"Formats can all co-exist if we don't deliberately sideline them": Resident Music's Natasha Youngs talks the future of the CD

In the new edition of Music Week, we head to the seaside to visit the winners of the Independent Music Retailer at the Music Week Awards 2019: Resident Music.

Founded by Natasha Youngs and Derry Watkins 15 years ago, the store has moved from its initial days selling only CDs to becoming one of the most important record stores in the UK. While Youngs says the Resident team are honoured to be winners, they don’t view the other stores in their category – including previous 2018 winners Banquet Records – as competition.

“I have massive admiration for so many of our fellow indies,” Youngs told Music Week. “Making a record shop work, keeping it relevant, and keeping it fresh is a lot of work, and there are a lot of shops out there impressing us with what they are achieving. So, it feels like an even bigger honour that we stood out against that level of ‘competition’. I actually feel a bit uncomfortable with that word, to be honest. Other indies are, in cold financial terms, ‘competition’, but I honestly think we are all benefiting from seeing each other more as allies. I don’t see us so much as separated from the ‘competition’ as working in parallel in order to keep the indie retail sector strong.”     

In the feature, Youngs addresses the host of events and initiatives Resident is now home to, from its own The Resident Annual, an end-of-year 100+ page book including their albums of the year to instores with Slowthai, Kate Tempest and Low and outstore events at Komedia such as Idles’ album launch show. Youngs explained that having a live offering has been a crucial way for independent record stores to distinguish themselves not only from other retail stores, but also from the typical gigs people will go to.  

“A while ago we took on someone to help us specifically look after in-stores so that we could offer more of them and cope with all the work that goes into putting the events on,” explained Youngs. “We bought a small PA and a very modest stage. It’s all still very homely and intimate in the shop, and that’s how we think it should be. We are not trying to be a venue. The show that fans get at in-stores should be different: they should be getting something more real, more urgent, more ramshackle, even. It makes the events really special.”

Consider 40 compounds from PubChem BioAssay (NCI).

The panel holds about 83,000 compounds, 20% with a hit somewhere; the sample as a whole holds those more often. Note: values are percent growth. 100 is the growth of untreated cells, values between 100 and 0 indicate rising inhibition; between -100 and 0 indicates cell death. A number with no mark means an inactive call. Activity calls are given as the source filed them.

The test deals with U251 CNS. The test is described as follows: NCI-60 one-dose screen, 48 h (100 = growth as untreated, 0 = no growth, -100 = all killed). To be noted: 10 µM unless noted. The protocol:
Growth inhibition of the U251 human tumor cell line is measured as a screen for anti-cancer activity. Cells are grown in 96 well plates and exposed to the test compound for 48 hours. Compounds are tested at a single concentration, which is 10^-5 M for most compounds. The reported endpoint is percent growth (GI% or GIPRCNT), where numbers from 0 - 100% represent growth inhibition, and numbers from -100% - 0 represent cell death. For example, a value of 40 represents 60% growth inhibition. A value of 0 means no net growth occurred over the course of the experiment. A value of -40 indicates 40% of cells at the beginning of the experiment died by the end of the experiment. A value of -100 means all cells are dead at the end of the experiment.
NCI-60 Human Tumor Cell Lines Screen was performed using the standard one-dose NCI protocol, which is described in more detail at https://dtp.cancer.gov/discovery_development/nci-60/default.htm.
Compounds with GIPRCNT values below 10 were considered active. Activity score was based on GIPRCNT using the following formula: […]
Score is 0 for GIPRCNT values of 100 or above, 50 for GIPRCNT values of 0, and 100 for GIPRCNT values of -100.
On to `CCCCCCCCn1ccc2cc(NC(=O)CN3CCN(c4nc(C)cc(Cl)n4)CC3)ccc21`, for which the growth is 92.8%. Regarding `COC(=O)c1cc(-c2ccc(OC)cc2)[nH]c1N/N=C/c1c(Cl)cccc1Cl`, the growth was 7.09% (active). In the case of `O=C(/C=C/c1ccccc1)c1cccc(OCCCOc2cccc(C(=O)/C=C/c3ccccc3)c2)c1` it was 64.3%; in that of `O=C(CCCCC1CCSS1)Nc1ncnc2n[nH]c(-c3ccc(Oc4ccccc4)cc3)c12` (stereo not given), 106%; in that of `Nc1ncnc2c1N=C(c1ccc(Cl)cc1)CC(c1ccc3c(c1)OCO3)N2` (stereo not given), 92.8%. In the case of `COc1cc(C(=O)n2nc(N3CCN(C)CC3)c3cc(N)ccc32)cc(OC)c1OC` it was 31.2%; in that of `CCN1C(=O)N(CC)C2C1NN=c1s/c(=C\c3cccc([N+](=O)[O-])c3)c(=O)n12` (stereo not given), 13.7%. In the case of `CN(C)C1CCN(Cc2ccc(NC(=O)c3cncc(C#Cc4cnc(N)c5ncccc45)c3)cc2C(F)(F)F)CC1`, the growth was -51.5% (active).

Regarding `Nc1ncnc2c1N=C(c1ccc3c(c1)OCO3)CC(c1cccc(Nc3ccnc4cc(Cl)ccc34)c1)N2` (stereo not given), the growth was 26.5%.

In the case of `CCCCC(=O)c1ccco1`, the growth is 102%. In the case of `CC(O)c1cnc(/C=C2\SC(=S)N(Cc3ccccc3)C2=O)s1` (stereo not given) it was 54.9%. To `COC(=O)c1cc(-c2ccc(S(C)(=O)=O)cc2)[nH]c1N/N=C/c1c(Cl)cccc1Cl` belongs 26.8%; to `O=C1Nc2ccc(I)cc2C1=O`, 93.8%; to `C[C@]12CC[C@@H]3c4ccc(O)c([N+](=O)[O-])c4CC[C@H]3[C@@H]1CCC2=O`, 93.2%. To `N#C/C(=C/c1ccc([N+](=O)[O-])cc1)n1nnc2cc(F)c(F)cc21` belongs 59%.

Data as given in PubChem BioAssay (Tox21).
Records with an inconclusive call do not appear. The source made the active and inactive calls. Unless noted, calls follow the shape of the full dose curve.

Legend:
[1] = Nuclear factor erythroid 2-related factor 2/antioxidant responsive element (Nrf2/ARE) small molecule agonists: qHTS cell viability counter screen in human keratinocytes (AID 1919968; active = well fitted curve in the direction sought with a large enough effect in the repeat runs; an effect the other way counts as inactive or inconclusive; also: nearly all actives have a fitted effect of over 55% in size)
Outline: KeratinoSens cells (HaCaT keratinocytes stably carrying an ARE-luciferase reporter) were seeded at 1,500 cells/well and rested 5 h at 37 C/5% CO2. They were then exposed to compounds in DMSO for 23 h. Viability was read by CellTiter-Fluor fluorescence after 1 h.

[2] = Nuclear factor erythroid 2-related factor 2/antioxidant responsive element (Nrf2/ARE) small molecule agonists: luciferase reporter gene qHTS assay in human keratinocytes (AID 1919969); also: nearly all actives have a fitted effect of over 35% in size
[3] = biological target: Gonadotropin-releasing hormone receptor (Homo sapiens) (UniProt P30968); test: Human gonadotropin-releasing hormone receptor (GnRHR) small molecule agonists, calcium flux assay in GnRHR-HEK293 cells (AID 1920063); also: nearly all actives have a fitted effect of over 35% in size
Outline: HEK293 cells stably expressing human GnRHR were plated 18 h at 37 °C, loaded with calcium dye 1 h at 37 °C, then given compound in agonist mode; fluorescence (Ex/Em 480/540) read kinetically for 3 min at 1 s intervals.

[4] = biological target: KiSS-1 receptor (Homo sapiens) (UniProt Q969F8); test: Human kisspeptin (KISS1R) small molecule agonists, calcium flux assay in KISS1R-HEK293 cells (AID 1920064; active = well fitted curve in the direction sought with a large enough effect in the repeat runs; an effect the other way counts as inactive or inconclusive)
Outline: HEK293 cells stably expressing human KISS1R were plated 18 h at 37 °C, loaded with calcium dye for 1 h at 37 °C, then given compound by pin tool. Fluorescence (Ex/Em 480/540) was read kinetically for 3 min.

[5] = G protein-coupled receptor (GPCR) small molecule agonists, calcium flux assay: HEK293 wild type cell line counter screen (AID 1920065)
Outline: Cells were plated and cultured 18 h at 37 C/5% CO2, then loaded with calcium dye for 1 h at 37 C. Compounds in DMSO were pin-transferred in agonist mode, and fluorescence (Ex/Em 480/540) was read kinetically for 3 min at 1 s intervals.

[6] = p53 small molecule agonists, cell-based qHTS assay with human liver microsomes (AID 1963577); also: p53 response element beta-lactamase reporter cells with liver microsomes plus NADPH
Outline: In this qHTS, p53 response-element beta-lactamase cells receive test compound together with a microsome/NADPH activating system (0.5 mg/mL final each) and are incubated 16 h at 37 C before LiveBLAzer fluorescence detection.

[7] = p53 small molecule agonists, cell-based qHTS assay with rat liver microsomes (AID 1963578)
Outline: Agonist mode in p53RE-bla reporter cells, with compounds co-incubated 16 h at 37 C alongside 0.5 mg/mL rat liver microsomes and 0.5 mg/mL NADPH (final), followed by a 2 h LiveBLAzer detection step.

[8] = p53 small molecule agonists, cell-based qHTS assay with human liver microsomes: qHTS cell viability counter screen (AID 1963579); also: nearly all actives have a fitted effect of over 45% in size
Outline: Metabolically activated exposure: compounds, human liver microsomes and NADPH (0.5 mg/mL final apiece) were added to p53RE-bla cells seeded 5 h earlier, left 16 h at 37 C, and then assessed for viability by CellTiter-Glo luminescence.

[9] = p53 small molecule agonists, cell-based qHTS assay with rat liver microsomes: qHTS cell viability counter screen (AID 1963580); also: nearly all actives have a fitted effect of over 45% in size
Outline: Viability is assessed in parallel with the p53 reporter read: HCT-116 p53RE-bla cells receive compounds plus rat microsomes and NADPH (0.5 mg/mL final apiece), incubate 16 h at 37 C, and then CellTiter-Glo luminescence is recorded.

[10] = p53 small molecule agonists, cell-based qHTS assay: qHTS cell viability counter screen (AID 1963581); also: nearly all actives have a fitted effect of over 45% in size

We seem determined as an industry to constantly reinvent and move on, even when we don’t need to

Natasha Youngs, Resident 


In the feature, Youngs also addresses the current state of the vinyl revival. Recently, Music Week research suggested that the vinyl revival was showing signs of having topped out (Q2 sales were actually down 1.1% year-on-year, despite Record Store Day falling in the quarter). Youngs remains both optimistic and realistic.

“I don’t honestly think we have reached peak vinyl yet,” she tells Music Week. “What we do seem to have reached, however, is peak pressing plant capacity and peak confidence from labels. What we are seeing consistently from a shop perspective is records going out of stock quickly, sometimes on pre-order before they have even hit the shelves, and then not being available for weeks, sometimes months afterwards. The lead times on vinyl pressing mean that it’s really hard for a label to react to demand quickly if an album suddenly flies or picks up great press or radio play. We are missing loads of sales opportunities for vinyl due to lack of availability. This goes across new releases and reissues. As a result, we currently don’t know what the true demand for the format is out there because it’s impossible to track lost sales.”

As to whether she sees an end in sight for the humble CD – the format that first helped Resident open its doors?

“Demand has dropped,” Youngs told Music Week. “Inevitably. There is still a lot of love out there for that format. However, the industry and external forces have quickened its demise. New cars don’t have CD players, laptops/PCs don’t have disc drives any more and many artists/labels are not seeing the demand for CDs and don’t see them as relevant: they’re not sexy, they're an old story. We seem determined as an industry to constantly reinvent and move on, even when we don’t need to. It’s a real shame. The formats can all co-exist if we don’t deliberately sideline them.”

Subscribers can read the full Resident feature here.

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